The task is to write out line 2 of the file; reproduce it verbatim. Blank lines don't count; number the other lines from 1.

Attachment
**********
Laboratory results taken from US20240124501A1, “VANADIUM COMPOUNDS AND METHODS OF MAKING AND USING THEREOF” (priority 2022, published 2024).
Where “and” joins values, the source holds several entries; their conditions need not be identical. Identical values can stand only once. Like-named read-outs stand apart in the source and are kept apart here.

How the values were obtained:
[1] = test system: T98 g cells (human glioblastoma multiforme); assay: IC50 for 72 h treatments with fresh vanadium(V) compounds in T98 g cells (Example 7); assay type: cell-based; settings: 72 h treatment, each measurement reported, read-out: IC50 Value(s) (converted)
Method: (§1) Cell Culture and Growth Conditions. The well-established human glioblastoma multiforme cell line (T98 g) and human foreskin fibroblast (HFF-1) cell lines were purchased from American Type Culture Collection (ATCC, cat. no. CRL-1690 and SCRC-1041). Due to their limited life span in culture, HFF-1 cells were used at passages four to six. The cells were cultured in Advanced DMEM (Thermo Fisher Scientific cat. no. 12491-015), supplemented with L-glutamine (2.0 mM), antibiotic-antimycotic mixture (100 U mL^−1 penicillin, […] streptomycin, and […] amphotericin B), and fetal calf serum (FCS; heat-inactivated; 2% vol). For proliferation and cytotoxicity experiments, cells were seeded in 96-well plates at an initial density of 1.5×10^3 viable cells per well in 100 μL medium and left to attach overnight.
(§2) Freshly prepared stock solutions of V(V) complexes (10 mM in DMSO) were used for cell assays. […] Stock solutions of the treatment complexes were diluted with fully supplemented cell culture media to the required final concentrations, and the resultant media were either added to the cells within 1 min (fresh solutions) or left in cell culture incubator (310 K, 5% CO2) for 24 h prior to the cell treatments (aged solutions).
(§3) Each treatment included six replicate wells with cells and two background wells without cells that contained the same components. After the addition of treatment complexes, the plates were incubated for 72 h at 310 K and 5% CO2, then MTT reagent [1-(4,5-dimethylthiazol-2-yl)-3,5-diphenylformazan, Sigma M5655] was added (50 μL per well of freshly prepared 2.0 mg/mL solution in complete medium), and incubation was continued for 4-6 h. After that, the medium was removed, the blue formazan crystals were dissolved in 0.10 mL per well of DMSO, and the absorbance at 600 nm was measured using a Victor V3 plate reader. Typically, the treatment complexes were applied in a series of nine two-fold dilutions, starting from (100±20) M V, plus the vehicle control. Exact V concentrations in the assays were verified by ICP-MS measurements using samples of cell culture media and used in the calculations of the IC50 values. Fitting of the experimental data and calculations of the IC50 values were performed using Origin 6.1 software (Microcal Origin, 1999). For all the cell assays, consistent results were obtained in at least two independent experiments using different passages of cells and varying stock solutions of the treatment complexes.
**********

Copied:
Where “and” joins values, the source holds several entries; their conditions need not be identical. Identical values can stand only once. Like-named read-outs stand apart in the source and are kept apart here.